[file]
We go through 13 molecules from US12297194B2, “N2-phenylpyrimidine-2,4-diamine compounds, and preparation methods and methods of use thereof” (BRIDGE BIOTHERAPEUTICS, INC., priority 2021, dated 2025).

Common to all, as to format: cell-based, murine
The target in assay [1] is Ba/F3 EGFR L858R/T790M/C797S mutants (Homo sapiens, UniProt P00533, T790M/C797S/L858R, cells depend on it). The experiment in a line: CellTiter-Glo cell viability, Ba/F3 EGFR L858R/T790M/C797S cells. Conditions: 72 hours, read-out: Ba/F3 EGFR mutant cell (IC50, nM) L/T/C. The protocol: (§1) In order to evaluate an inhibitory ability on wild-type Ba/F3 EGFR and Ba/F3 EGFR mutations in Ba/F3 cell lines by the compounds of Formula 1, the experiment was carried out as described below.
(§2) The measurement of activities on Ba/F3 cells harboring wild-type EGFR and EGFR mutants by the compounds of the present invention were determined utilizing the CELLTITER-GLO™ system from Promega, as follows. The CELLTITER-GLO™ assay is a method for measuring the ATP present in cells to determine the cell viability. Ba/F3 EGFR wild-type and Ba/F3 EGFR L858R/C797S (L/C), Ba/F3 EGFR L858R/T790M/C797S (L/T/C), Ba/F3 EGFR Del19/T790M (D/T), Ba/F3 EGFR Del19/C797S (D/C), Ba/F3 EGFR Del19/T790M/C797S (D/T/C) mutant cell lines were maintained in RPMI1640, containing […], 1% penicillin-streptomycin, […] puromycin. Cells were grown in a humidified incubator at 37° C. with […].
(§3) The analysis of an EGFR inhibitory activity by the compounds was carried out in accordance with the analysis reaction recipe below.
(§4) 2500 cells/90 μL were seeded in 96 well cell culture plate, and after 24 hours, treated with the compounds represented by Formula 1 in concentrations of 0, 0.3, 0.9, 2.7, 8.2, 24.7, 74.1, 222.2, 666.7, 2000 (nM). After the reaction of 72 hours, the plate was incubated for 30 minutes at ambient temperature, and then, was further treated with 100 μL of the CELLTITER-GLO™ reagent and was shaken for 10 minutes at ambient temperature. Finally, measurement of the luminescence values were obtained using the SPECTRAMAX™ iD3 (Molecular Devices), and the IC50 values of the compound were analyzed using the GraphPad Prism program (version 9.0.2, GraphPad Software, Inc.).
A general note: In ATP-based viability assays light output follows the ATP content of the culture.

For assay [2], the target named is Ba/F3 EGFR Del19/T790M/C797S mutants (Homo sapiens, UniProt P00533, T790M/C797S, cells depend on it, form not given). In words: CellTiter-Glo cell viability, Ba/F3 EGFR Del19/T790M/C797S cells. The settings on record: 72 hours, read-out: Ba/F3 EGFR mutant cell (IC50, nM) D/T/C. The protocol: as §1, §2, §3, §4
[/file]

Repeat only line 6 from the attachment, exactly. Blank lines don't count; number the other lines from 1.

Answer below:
(§4) 2500 cells/90 μL were seeded in 96 well cell culture plate, and after 24 hours, treated with the compounds represented by Formula 1 in concentrations of 0, 0.3, 0.9, 2.7, 8.2, 24.7, 74.1, 222.2, 666.7, 2000 (nM). After the reaction of 72 hours, the plate was incubated for 30 minutes at ambient temperature, and then, was further treated with 100 μL of the CELLTITER-GLO™ reagent and was shaken for 10 minutes at ambient temperature. Finally, measurement of the luminescence values were obtained using the SPECTRAMAX™ iD3 (Molecular Devices), and the IC50 values of the compound were analyzed using the GraphPad Prism program (version 9.0.2, GraphPad Software, Inc.).